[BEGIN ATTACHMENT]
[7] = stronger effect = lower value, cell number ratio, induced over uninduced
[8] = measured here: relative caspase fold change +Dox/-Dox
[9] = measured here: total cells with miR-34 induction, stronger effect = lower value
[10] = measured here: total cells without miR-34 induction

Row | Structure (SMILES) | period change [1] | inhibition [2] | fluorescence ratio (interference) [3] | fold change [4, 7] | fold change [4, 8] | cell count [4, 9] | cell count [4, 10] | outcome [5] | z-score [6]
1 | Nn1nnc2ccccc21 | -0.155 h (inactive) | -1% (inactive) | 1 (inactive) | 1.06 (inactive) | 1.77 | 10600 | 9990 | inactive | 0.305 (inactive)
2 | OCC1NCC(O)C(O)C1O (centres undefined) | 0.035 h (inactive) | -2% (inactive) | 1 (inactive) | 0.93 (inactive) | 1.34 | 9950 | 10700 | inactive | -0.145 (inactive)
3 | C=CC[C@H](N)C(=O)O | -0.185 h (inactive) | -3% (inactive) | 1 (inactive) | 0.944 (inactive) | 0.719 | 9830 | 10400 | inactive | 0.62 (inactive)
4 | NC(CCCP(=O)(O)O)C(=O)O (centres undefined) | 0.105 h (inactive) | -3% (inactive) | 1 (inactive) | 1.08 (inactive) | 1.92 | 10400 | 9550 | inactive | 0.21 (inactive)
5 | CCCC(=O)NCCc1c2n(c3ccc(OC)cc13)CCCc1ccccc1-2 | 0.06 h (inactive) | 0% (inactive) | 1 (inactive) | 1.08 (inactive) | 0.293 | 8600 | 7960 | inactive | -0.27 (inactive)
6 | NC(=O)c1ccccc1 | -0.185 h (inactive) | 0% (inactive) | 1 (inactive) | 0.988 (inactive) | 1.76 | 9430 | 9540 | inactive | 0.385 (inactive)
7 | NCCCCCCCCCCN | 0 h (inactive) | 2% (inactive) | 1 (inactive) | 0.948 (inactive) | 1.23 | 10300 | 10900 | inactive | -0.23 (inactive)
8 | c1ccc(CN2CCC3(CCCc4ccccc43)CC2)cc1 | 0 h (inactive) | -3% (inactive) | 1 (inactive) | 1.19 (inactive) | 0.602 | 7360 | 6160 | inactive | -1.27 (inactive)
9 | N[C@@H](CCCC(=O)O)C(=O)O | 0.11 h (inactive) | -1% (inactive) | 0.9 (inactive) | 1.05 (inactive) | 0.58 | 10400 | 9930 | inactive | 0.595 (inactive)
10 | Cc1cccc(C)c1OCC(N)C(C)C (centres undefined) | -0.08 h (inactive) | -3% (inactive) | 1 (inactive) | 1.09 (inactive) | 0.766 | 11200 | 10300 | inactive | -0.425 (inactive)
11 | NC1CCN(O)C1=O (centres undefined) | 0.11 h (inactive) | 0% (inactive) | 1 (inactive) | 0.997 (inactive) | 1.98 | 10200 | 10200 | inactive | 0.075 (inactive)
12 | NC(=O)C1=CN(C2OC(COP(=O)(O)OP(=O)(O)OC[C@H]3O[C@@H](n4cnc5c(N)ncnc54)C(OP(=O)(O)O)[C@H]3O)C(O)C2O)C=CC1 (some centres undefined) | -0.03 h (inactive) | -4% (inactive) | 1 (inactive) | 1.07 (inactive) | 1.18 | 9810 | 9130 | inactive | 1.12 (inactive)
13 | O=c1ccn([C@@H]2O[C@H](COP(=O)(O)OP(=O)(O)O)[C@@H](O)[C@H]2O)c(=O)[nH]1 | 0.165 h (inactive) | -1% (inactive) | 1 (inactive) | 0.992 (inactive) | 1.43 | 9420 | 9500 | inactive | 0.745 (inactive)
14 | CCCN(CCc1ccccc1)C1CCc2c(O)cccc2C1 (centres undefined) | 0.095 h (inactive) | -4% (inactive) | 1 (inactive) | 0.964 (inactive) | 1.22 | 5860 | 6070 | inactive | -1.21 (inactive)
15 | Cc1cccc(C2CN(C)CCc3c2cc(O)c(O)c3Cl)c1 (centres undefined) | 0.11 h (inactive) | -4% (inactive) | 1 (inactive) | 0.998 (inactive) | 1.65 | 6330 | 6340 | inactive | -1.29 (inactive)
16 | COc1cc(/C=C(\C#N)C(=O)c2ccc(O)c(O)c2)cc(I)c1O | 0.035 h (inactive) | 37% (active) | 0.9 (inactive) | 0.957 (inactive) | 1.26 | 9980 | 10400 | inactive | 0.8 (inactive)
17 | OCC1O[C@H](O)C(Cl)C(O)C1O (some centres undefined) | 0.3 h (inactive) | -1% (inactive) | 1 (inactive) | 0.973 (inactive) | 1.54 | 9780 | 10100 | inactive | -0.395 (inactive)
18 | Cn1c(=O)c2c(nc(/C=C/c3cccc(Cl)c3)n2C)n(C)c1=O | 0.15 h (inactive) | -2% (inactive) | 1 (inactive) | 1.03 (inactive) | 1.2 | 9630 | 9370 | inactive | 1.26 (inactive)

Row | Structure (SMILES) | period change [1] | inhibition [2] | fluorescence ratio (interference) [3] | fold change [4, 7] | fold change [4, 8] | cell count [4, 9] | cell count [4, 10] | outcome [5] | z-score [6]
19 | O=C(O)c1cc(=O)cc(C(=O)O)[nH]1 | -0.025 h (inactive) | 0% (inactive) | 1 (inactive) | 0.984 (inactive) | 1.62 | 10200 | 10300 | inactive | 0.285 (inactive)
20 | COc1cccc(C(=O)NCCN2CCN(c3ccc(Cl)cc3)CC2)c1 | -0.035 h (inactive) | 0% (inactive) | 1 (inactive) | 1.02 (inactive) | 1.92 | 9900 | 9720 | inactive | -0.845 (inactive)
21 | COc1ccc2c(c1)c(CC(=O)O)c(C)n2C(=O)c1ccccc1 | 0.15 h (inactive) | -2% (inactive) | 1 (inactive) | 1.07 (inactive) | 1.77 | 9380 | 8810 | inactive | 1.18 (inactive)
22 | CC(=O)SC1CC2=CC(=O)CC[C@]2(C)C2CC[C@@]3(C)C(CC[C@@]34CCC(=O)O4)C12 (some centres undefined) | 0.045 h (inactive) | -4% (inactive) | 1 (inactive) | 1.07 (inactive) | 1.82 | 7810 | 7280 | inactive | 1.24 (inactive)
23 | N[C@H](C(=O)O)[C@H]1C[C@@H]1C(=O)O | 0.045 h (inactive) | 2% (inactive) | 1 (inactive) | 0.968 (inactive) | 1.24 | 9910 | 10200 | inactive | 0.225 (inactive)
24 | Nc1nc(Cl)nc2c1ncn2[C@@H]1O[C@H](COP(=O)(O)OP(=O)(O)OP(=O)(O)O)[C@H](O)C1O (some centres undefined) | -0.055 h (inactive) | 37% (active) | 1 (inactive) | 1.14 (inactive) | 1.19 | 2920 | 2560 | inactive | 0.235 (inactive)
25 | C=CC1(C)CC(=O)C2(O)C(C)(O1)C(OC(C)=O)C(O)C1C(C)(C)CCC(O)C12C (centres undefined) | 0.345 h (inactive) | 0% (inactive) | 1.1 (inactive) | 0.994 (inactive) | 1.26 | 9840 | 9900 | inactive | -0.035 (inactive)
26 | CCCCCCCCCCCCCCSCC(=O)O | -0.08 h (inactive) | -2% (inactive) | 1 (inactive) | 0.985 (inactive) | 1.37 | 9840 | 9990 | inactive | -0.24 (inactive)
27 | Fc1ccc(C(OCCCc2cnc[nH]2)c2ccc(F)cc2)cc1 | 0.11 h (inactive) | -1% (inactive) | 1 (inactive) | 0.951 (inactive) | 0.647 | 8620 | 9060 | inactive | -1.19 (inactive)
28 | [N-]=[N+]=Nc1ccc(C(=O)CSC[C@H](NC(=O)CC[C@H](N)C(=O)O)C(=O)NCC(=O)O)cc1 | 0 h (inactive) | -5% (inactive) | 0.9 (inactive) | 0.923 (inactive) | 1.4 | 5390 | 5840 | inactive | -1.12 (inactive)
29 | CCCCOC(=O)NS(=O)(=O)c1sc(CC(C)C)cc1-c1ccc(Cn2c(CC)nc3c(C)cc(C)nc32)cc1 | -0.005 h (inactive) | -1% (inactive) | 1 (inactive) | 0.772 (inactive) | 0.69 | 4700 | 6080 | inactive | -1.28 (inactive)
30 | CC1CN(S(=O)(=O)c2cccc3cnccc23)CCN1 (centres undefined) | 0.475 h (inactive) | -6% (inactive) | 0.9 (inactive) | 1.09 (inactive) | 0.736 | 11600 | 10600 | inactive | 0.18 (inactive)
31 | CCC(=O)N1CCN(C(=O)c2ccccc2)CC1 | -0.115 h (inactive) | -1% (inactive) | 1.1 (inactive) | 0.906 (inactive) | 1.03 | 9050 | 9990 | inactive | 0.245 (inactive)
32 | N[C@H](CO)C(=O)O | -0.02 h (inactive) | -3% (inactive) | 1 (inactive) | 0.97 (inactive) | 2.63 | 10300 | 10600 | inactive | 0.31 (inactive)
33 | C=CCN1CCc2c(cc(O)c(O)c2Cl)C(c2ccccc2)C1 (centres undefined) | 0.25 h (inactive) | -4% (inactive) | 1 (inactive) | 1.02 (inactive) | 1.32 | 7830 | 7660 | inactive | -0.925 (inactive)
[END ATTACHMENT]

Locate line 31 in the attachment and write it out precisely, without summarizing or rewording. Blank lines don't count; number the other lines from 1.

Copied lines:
25 | C=CC1(C)CC(=O)C2(O)C(C)(O1)C(OC(C)=O)C(O)C1C(C)(C)CCC(O)C12C (centres undefined) | 0.345 h (inactive) | 0% (inactive) | 1.1 (inactive) | 0.994 (inactive) | 1.26 | 9840 | 9900 | inactive | -0.035 (inactive)